A GLASGOW woman whose mother was murdered 30 years ago in an unsolved case said she will never stop searching for answers.

Gina McGavin, 59, is still tormented by Mary Ann Mullen's final moments and struggles to come to terms with the brutality of her killing.

She has now written a book inspired by her mother's death in a bid to keep her memory alive and help her find some closure.

Mary, whose maiden name was Murphy, was found dead in her flat in Partick on October 2, 1984.

The mother of 11 had been strangled by a violent attacker who locked the door on the way out of her Crathie Court home, leaving her body lying for six days.

Mary was reported missing and later discovered by a family member who forced his way into her home after noticing a bad smell coming from the flat.

Detectives immediately launched a murder hunt and a public appeal for information in a bid to catch the killer.

Despite extensive enquires over the years, which saw them interview 6000 people, no-one was ever charged with the killing.

But police say the murder case remains open and on a list of unsolved crimes which is subject to "periodic review" by detectives.

During the initial investigation, police discovered that the grandmother - who was known at the time as Mary McLaughlin as this was her last partner's surname - was last seen in public at the Hyndland Bar in Hyndland Street, Partick, in the company of a young man.

Police issued a description of this man but he was never traced.

Gina was 30 when her mother was killed, just weeks after her father died suddenly at his home, also in Partick.

She has spent the last 29 years poring over the details of the case and nine years ago she decided to write the book.

Diamonds And Pearls is named after a lyric in her late mother's favourite song, Little Things Mean A Lot, by Kitty Kallen, and is written under the pseudonym of Jennifer Ullman.

Gina, who is now a grandmother herself, said: "I want my mother to know that somebody cared enough about her to keep trying.

"I have never given up.

"I am hoping that years on someone might remember something about the case and bring new information to light."

She added: "Writing the book was emotionally very hard for me because I had to relive it all.

"I didn't do it to make money, but I think every human being has the right to answers."

Gina describes her mother as a "lost soul".

Mary left Gina's father, Joe Mullen, when her daughter was just two years old.

She had six children with Joe and went on to have five more with another partner.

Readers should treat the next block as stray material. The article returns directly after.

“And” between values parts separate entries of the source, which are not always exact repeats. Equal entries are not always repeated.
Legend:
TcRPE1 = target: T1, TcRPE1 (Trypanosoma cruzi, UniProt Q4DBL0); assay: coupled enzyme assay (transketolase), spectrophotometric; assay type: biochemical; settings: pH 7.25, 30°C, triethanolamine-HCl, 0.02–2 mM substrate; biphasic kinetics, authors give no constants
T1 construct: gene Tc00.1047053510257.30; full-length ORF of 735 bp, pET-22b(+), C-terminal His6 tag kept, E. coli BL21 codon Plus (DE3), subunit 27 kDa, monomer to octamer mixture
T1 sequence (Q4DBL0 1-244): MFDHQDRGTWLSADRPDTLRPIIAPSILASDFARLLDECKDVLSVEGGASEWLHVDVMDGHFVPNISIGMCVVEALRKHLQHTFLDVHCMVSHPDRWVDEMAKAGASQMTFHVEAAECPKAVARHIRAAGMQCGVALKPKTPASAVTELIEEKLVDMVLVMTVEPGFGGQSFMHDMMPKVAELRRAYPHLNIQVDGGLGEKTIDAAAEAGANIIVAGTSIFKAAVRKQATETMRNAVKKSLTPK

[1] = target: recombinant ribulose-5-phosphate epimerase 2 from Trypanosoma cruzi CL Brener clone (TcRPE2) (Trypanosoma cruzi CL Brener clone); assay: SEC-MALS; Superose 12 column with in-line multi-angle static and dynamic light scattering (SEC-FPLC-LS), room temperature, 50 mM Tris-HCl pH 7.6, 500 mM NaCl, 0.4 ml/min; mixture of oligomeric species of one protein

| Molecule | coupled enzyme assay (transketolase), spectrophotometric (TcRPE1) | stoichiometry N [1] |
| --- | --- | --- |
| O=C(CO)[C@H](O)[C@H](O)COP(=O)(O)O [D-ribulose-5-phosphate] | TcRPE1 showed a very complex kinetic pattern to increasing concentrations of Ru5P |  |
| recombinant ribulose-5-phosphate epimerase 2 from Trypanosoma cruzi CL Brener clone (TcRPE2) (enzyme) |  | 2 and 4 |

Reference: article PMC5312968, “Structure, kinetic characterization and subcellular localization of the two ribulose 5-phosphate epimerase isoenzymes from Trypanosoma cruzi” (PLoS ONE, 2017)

Gina said she had a tough upbringing and after her father was made redundant from John Brown's shipyard on the Clyde, the family's home was taken from them and she ended up sleeping in a stairwell, aged just 15.

But Gina managed to turn her life around and said she has never held it against her mother that she wasn't there for her in her younger years.

Two years ago, Gina sold her small business and moved to Turkey to write the book before returning to live in Glasgow with her husband.

The self-published book is now available on Amazon and has already sold 20 copies in just a few of weeks.

Gina said: "I still remember the day I got the phone call to say my mother was dead.

"I couldn't believe it because my father had just been buried about three weeks earlier, aged 68.

"I found it really bizarre that they had never ever divorced, despite being separated for 29 years, and they died within weeks of each other.

"I said to the police in disbelief, 'but my father had just died - he has only been buried a few weeks, how can my mum be dead?'"

Gina and her siblings rushed to her mother's flat, where detectives had already set up a cordon.

They were taken to Partick Police Station, but initially they were not given any details about Mary's death.

Gina said: "The police wouldn't release the death certificate, I don't have it and I have never seen it.

"It was released a year later to my step-brother and the cause of death, as far as I am aware, says strangulation by a ligature."

She added: "I didn't really want to look at it, I didn't want to read it.

"We don't know if she suffered any other injuries, we were never told."

She added: "The police said to me that there are details that only the police, my mother and the person who killed her will know.

"There are still questions that run through my mind. What state was she in? Was she afraid? Did she know the person? Was she scared? Was it over quickly? How much did she suffer?

"The killer must have been known to her because she wouldn't let a stranger into her house."

Gina said her mother's life at the time of her death was "chaotic".

She added: "She wasn't working, she liked to go out to pubs, she liked parties. Basically whatever went wrong in her life she still liked to have fun.

"I feel like she never really showed her true self. She wore a painted smile.

"But on the occasions that we did meet up she opened up to me and I felt sorry for her.

"I never held it against her that she wasn't there for me."

She added: "Something like this never leaves you.

"I hope that even if the killer isn't found in my lifetime, that someone will come forward in the future - maybe because of the book.

"It keeps my mum's memory alive."

A spokeswoman for Police Scotland said: "This an undetected murder which is subject to periodic review."

She added that detectives are always seeking new information and exploring advances in technology which may provide vital new evidence, and said: "Anyone with information on this case is urged to contact Police Scotland on 101 or call Crimestoppers anonymously on 0800 555 111."